December 28, 2020
U.S. hospitals are facing a crisis and the end is still in question. With an increase in patient admissions and a decrease in staff, the COVID-19 pandemic is overwhelming hospitals across the country, even the largest facilities. The problem is as much of a staffing issue as it is bed capacity. During a COVID-19 surge, between 5 and 10 percent of a hospital’s workforce could be unavailable due to exposure and quarantining protocols. Many small hospitals in rural areas were already understaffed before COVID-19 and lack specialists capable of managing acute COVID-19 cases.
While non-COVID-19 admissions decreased dramatically due to fears of exposure, more than 19,000 patients are in intensive care units (ICU) due to COVID-19 on a given date in the U.S. The burden is forcing hospitals to divert and transfer patients to other facilities that have more capacity, delaying care to both COVID-19 patients and non-COVID-19 patients alike.
For patients with non-urgent medical needs and those who are stable, constant ICU care may not be a requirement. But the nature of an ICU is to provide immediate and continual care to patients with life-threatening cases and those who may soon be if they do not receive attention quickly due to staff shortages.
To speed care by extending staff capacity, hardest-hit hospitals and smaller, rural facilities who often have to transfer patients to see specialists many miles away are utilizing remote ICU telemedicine technology. Remote ICU telemedicine combines a telemedicine technology platform with off-site intensivists to give hospitals the ability to increase capacity, improve response times and decrease the need for patient transfers.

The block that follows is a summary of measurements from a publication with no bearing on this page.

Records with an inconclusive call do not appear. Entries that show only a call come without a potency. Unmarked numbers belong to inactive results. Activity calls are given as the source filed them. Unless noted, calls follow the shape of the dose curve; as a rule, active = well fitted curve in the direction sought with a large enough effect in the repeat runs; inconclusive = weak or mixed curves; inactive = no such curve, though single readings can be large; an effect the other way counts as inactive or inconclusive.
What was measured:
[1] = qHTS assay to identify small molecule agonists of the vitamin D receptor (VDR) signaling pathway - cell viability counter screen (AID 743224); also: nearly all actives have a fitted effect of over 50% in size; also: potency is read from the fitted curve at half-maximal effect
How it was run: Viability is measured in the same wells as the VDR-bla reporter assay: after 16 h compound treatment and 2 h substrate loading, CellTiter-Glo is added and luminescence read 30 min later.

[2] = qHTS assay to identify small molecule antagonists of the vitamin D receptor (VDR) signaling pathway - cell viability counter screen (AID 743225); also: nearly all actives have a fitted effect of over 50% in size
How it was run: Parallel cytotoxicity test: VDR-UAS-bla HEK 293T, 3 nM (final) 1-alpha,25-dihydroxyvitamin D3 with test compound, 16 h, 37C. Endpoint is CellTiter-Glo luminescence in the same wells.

These remote critical care specialists have real-time access to patient monitors, test results, and audiovisual information to deliver care around the clock without ever stepping foot into the patient’s room. Remote ICU telemedicine also helps protect staff and non-COVID-19 patients from COVID-19 exposure.
A study that compared ICU telemedicine co-management methods and length of stay found that direct intervention with timely notification strategies of ICU telemedicine comanagement were associated with shorter length of stay outcomes than other strategies. ICU telemedicine connects hospitals of any size or location to remote intensivists and other specialists, such as pulmonologists and cardiologists, within minutes or even seconds.
Off-site providers can conduct ICU rounding and quickly respond to sudden changes in a patient’s condition, coordinating care with hospital staff and alerting them of urgent issues. They are also accessible for questions and consultations. Remote telespecialists are available 24/7/365, so there is never a problem with staffing. As hospital ICUs are able to provide faster, more responsive care with continual monitoring and rapid intervention, patients have fewer complications and recover faster with fewer instances of mortality.
One of the reasons patients experience a shorter stay in the ICU is due to the fact that they are able to be weaned off of a ventilator faster with the use of telespecialists. While ventilators save lives, they also introduce risk for infections and other serious complications. The longer a patient remains on a ventilator, the greater the risk of death.
Because off-site specialists have real-time access to accurate ventilation and sedation protocol data and are continually monitoring patients (something on-site providers are unable to do at the same capacity because of staffing shortages and caseloads), they are able to maintain optimal ventilator settings and alert staff when interventions are required. By applying remote ICU telemedicine technology, hospitals are bringing evidence-based practices to the bedside. Patients receive better care and hospitals are able to optimize their resources.